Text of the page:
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Top 7 mistakes to avoid when going through a divorce


Mistake #1 is rushing the separation or divorce.

There needs to be a degree of acceptance by both you and your partner that the relationship is ending before embark on the legal separation process. Acceptance tends to be the last stage of the grief cycle, putting you in the right headspace to be more objective.

Take your time to breath. You both need to be in a headspace where you can moderate the level of emotion that you’re experiencing before moving forward.

Mistake #2 is not seeing yourself as a team

You were partners in a relationship and now you have to be partners in a new type of relationship—the separated kind. In order to get through your separation, you’ll need to work together as a team. You’re on the same side.

To invoke the feeling of teamwork, use positive affirmative language such as “we” and “our”. “How are we going to move forward?” “What things do we need to do in order to sort this?”.

This language helps embody the feeling of control and ownership of the process.

Mistake #3 is making assumptions

If you’ve seen Steven Seagal’s movie ‘Under Siege 2’, you’ll remember that one of the characters remarks, ‘Assumption is the mother of all [you know what]’.

When feeling insecure, vulnerable or are in unstable, uncertain situations, we tend to gravitate towards expecting the worst and making negative assumptions. Separation is an uncertain time and in assuming that it will become ugly, we instinctively act protectively and can become quickly defensive towards our partner. This is problematic because we don’t give one another the opportunity to act in good faith and behave in an open, transparent way.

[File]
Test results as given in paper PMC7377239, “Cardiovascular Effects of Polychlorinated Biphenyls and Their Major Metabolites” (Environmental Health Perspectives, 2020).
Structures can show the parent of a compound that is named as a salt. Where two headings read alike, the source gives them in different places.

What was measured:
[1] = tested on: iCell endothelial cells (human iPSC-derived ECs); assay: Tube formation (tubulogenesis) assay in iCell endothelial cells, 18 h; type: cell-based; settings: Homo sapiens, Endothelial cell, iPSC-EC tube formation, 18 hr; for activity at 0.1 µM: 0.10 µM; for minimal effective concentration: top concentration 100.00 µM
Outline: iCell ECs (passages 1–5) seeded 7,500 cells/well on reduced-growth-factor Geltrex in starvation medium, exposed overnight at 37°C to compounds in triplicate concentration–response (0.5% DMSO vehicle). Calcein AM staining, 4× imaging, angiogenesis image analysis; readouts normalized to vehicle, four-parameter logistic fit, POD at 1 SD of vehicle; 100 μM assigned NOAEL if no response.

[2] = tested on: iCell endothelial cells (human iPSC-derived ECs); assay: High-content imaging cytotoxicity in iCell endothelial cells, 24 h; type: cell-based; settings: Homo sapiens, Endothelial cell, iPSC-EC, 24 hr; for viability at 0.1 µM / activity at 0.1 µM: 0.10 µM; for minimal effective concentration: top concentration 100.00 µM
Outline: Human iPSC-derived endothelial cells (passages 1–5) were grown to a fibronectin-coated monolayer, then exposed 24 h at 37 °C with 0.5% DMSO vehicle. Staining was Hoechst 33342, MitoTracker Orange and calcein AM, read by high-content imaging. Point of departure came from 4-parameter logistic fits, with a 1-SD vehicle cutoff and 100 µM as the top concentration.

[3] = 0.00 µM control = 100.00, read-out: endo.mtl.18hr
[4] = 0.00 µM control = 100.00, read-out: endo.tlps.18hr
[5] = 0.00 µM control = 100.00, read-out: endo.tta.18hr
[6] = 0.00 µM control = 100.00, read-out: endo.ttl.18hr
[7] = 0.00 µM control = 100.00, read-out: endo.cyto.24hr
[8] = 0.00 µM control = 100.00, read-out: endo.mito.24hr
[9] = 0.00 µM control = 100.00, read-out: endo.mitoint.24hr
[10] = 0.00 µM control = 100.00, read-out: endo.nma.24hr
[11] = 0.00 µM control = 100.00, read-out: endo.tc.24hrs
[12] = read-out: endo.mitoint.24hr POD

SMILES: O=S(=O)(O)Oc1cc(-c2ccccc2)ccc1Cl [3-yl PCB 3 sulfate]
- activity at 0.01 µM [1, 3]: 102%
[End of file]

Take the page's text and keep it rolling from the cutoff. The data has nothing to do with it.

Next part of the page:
Assume nothing.

Mistake #4 is communication breakdown.

Communication is broadly defined as the sending or receiving of information, whether that be in writing, speaking or body language. Now there are two steps with communication, the actual imparting of information and the second part, which is the receiving of the imparted information—being the ‘listening’.

At a particularly vulnerable and uncertain time, like separation, you and your partner do need to continue to communicate with one another—verbally or in writing, and you need to work at it. Communication breakdown leads to people disengaging with the process and stops them from working as a team. This creates more of an opportunity for other people’s opinions (and lawyers!) to become involved, which can be problematic.

If your partner appears put off or upset by what you’ve said to them, ask them, “What did you hear when I said….?”. This gives you the opportunity to explain to your partner your intended message and provide clarification on the message that you want to send to your partner. Do the reverse for yourself too. If you find yourself put off by something that your partner says, ask them, “To clarify, you said X when I understood it to mean Y. Is that what you meant?”

Mistake #5 can be listening to others.

I’m sure you’ve heard the statement ‘misery enjoys company’. When it comes to separation, everyone knows someone who has been through a separation and ‘it was the worst’.

In listening to horror divorce stories and potentially misguided advice from friends and family, you may be influenced and act in a way that could be detrimental to your separation relationship.

Put appropriate boundaries in place to manage other people’s stories, thoughts and opinions so that your decision-making ability isn’t inappropriately interfered with.

Mistake #6 is having the wrong attitude.

I’m a firm believer that what you put out into the universe, you get back.

Behaving in a defensive and distrusting manner towards your partner will likely cause your relationship to deteriorate.

Although you or your partner may feel that your relationship is fundamentally flawed in some way, a positive attitude and commitment to having a respectful separation will facilitate you starting off on the right foot; having in a trusting, transparent manner, with good intentions.

Mistake #7 is deceit, dishonest, omission.

I’ve seen plenty of separations take a turn for the worst where people have lied, deceived, avoided or omitted information from their partner. 99% of the time, it doesn’t end well.

Sure, sometimes it is appropriate to omit bits and pieces of information but at the end of the day, if the other person discovers the lie, omission or that they’ve been deceived, how are they going to feel when it comes to negotiating with you? Once the trust is gone, it’s incredibly hard, laborious, time consuming and expensive to get back.

Honesty will ordinarily be the best policy in most situations.